4. Invest more in learning

Business owners and their teams must focus on learning what they’re currently doing and how to do it better. The most valuable version of that is to not only learn from what they’re currently doing but understand where they’re trying to get to. Looking ahead even just a year or two is important to determine what the team needs to learn to get there. Learning includes both straightforward skills that can be improved by doing a course or reading, and thinking about ways to alter habits, disciplines, beliefs, and core identity. Most business owners aren’t doing anywhere near enough deliberate, focused learning. In the end, where business owners get to five years from now will be a direct result of what they learn between now and then.

5. Don’t look for balance; look for integration

Most small business owners spend some time on business planning but too few include personal planning as an integral part of this process. Effective planning should incorporate all of life, capturing what the owner wants to accomplish outside of work, such as spend more time with family, be a better friend, and make time for sporting interests, hobbies, charitable work, and more. Owners that don’t do this are exposed to the risk of doing nothing but business activities. Rather than look for an elusive ‘balance’, it’s more effective to view life and work as integrated activities and start by planning it all as one.

Andrew Laurie said, “Many business owners may already be doing some of these five activities but maybe they could give them more attention or add one or two from the list to their approach. There are so many things a business owner could do to improve the value of their business and the quality of their life, and the list isn’t limited to these five. However, this list provides a good start for most business owners. It’s important for owners to assess themselves honestly and set a course of action accordingly.”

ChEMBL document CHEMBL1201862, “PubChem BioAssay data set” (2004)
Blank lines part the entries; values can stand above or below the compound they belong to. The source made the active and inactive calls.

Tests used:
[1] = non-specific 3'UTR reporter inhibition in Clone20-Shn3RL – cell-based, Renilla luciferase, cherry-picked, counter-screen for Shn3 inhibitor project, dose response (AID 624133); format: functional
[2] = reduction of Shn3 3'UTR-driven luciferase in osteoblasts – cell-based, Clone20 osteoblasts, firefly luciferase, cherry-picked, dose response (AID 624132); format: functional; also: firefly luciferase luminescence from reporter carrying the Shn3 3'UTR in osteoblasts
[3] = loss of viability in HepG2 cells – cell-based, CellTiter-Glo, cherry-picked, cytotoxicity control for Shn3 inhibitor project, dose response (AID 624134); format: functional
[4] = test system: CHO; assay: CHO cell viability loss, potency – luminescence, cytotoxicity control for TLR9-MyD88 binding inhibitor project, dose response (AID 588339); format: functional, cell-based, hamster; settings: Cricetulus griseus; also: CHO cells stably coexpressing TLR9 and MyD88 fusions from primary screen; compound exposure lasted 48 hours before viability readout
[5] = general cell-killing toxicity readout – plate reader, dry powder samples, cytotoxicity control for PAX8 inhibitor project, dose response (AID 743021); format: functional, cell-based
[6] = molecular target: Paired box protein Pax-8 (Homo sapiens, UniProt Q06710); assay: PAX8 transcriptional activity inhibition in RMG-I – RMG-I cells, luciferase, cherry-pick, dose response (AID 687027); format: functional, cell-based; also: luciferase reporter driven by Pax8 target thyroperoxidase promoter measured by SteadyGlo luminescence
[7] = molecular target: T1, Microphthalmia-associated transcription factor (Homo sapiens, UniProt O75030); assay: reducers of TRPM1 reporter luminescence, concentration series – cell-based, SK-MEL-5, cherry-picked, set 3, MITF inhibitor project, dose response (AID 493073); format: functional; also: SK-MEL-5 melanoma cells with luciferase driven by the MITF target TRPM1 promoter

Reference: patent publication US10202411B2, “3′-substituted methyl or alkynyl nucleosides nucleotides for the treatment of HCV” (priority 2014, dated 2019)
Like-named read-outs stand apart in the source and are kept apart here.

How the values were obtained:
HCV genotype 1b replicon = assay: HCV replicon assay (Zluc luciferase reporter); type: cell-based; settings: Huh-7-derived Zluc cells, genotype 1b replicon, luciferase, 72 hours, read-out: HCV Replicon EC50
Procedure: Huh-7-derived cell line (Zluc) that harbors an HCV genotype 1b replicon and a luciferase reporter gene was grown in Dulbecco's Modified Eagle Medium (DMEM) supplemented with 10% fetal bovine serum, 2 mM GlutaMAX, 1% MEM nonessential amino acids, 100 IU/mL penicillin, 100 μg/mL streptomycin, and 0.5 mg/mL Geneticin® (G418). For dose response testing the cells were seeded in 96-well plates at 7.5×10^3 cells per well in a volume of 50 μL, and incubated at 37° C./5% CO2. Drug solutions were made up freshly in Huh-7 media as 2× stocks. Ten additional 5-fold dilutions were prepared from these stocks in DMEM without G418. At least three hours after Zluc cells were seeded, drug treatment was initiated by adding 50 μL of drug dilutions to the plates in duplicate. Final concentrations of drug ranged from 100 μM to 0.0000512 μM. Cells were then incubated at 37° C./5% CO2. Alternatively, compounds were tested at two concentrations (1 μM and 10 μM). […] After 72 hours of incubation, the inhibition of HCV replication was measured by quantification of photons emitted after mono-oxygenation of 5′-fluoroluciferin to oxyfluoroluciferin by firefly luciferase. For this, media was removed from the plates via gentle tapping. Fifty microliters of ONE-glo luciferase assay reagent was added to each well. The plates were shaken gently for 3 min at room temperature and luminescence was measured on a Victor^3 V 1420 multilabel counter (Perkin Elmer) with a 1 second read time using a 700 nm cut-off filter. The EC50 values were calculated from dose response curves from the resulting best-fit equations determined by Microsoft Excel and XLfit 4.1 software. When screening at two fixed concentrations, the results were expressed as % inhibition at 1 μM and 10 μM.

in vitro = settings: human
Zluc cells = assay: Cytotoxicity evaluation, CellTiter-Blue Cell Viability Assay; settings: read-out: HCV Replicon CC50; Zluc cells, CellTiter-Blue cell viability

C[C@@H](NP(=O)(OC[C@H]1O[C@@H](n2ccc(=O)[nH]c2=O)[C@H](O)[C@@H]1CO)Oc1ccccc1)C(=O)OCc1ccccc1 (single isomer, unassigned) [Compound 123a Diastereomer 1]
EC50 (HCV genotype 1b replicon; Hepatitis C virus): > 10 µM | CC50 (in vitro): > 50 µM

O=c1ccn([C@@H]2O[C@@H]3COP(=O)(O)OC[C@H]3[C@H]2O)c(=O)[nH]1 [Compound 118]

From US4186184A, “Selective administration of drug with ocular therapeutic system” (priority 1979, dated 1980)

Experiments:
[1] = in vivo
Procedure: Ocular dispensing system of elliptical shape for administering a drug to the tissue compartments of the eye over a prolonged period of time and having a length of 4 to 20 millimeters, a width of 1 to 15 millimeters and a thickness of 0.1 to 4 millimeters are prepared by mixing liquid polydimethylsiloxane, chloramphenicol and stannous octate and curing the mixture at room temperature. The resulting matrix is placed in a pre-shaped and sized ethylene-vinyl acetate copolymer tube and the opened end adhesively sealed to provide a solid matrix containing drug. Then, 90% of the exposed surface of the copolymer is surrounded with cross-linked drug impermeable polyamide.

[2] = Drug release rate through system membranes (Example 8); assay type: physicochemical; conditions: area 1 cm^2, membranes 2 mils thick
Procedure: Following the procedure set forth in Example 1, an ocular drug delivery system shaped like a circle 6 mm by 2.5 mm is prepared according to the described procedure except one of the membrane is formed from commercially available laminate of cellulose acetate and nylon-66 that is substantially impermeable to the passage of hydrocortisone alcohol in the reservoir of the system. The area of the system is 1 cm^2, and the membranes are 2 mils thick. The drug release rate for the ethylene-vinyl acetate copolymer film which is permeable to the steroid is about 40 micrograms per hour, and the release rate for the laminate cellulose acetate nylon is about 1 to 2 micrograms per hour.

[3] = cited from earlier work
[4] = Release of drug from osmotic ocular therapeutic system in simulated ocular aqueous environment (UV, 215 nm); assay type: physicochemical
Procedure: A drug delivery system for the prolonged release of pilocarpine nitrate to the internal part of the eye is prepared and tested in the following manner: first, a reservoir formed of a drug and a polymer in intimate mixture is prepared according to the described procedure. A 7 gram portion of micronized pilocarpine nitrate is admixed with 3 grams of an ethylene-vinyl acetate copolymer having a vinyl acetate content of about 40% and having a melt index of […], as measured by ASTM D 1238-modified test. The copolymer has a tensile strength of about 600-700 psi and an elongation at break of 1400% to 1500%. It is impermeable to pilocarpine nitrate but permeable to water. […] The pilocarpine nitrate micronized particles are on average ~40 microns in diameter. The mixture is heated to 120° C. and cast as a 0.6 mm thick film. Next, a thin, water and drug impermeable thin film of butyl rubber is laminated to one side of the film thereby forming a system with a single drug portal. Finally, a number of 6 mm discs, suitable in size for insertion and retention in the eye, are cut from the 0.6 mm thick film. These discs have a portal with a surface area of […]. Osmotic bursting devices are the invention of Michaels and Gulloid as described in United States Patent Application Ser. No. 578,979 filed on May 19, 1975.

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Andrew is on a mission to enable millions of business owners to not only create great businesses but also to lead incredible lives; lives providing the freedom that business ownership always promises yet rarely delivers. His systematic approach to designing and creating your ideal life and business is the one that he has implemented himself, to great effect, and that has been implemented successfully by countless clients. Regularly ranked among the top business coaches globally, and recently recognized as the top Executive Coach in Asia Pacific, Andrew has supported countless others to build prosperous businesses, delivering their owners enviable lifestyles. His approach to executive coaching is based on his business acumen and principles used when he grew a business from $50 million in sales to $2 billion in sales in under two years. Andrew has lectured in strategy and management at Sydney Business School, holds an MBA from INSEAD, Degrees in Economics and Law (Honors) from the ANU and is a published author of business books on both strategy and management.